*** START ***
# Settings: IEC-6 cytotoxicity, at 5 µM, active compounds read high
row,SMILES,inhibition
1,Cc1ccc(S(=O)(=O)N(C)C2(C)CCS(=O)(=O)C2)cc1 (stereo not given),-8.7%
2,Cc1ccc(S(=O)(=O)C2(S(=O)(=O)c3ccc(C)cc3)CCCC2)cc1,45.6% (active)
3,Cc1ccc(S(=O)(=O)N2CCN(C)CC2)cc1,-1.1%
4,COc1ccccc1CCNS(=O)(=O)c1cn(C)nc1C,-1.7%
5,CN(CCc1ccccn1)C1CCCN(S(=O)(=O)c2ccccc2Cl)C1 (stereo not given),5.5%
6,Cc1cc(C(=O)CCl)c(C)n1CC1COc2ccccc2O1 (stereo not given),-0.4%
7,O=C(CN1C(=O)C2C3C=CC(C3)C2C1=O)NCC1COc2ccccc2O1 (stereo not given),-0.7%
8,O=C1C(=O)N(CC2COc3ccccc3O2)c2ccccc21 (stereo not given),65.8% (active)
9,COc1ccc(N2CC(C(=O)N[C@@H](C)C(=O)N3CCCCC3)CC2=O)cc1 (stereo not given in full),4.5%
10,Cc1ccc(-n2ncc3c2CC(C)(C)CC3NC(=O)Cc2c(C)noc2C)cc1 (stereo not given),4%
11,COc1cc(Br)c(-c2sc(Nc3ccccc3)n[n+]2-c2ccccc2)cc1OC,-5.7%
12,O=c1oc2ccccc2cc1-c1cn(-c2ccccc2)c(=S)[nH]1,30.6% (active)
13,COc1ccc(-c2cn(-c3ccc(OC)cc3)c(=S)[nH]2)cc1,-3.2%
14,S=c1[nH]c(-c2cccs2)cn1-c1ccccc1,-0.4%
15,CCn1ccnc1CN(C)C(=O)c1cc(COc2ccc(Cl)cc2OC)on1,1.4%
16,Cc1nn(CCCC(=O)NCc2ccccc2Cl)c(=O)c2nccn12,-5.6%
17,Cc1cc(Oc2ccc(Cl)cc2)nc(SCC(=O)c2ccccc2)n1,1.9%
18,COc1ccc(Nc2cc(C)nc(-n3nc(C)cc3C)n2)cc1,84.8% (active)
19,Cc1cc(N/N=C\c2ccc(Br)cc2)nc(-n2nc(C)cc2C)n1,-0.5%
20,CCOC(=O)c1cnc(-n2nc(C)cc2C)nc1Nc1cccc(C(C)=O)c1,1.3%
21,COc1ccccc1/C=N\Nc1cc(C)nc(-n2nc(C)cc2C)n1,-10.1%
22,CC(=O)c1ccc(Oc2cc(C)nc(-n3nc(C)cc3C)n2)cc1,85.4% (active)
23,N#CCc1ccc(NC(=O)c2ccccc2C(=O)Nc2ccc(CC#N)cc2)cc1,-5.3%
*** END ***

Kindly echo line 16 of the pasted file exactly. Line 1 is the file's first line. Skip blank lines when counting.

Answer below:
14,S=c1[nH]c(-c2cccs2)cn1-c1ccccc1,-0.4%